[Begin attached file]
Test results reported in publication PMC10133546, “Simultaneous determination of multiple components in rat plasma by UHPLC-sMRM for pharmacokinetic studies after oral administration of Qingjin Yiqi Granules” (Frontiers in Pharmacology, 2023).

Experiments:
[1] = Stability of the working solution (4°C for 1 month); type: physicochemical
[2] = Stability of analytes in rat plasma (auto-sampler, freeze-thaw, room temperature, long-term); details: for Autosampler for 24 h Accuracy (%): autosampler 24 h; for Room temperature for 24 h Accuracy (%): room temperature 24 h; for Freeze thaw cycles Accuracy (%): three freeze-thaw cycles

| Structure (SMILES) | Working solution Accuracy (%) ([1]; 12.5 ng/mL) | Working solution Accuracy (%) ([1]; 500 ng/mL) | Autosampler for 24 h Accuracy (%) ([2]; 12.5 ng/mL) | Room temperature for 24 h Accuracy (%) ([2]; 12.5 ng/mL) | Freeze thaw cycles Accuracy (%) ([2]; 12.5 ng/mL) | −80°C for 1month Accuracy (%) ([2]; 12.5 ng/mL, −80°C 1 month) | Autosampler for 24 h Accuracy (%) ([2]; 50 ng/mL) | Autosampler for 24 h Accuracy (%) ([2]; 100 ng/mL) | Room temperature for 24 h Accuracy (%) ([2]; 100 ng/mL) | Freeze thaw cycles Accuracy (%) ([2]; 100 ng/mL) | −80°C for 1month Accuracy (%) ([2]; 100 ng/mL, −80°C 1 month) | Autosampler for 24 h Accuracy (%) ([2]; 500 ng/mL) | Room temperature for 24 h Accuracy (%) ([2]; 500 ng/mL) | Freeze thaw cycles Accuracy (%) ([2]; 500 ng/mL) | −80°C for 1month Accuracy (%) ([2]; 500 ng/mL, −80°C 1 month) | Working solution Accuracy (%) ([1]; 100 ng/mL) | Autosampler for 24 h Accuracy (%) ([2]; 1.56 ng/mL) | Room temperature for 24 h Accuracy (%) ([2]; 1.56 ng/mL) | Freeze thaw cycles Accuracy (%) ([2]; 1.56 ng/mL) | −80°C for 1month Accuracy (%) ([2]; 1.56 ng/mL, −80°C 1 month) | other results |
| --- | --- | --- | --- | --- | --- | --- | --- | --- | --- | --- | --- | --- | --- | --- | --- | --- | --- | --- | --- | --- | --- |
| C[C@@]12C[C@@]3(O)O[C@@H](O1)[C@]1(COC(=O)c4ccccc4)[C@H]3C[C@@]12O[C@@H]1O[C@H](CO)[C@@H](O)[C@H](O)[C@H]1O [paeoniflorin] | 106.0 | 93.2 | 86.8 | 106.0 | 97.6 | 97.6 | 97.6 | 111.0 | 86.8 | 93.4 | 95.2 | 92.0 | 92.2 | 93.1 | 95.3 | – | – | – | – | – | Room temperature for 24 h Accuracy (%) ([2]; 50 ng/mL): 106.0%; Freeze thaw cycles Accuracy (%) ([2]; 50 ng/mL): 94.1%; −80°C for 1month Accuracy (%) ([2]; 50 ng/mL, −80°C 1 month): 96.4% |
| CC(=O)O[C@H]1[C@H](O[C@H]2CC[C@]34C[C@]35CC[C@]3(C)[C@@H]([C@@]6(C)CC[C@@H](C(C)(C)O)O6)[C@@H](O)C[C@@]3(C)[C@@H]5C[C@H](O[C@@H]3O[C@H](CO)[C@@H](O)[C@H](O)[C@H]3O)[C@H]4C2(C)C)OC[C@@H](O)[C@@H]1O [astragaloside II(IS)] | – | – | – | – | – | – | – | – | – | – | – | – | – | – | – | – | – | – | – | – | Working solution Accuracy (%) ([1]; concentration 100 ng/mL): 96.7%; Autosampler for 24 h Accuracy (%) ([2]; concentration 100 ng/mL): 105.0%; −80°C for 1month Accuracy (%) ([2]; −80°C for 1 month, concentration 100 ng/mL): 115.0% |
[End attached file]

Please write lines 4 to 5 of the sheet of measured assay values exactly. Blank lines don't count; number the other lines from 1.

[2] = Stability of analytes in rat plasma (auto-sampler, freeze-thaw, room temperature, long-term); details: for Autosampler for 24 h Accuracy (%): autosampler 24 h; for Room temperature for 24 h Accuracy (%): room temperature 24 h; for Freeze thaw cycles Accuracy (%): three freeze-thaw cycles

| Structure (SMILES) | Working solution Accuracy (%) ([1]; 12.5 ng/mL) | Working solution Accuracy (%) ([1]; 500 ng/mL) | Autosampler for 24 h Accuracy (%) ([2]; 12.5 ng/mL) | Room temperature for 24 h Accuracy (%) ([2]; 12.5 ng/mL) | Freeze thaw cycles Accuracy (%) ([2]; 12.5 ng/mL) | −80°C for 1month Accuracy (%) ([2]; 12.5 ng/mL, −80°C 1 month) | Autosampler for 24 h Accuracy (%) ([2]; 50 ng/mL) | Autosampler for 24 h Accuracy (%) ([2]; 100 ng/mL) | Room temperature for 24 h Accuracy (%) ([2]; 100 ng/mL) | Freeze thaw cycles Accuracy (%) ([2]; 100 ng/mL) | −80°C for 1month Accuracy (%) ([2]; 100 ng/mL, −80°C 1 month) | Autosampler for 24 h Accuracy (%) ([2]; 500 ng/mL) | Room temperature for 24 h Accuracy (%) ([2]; 500 ng/mL) | Freeze thaw cycles Accuracy (%) ([2]; 500 ng/mL) | −80°C for 1month Accuracy (%) ([2]; 500 ng/mL, −80°C 1 month) | Working solution Accuracy (%) ([1]; 100 ng/mL) | Autosampler for 24 h Accuracy (%) ([2]; 1.56 ng/mL) | Room temperature for 24 h Accuracy (%) ([2]; 1.56 ng/mL) | Freeze thaw cycles Accuracy (%) ([2]; 1.56 ng/mL) | −80°C for 1month Accuracy (%) ([2]; 1.56 ng/mL, −80°C 1 month) | other results |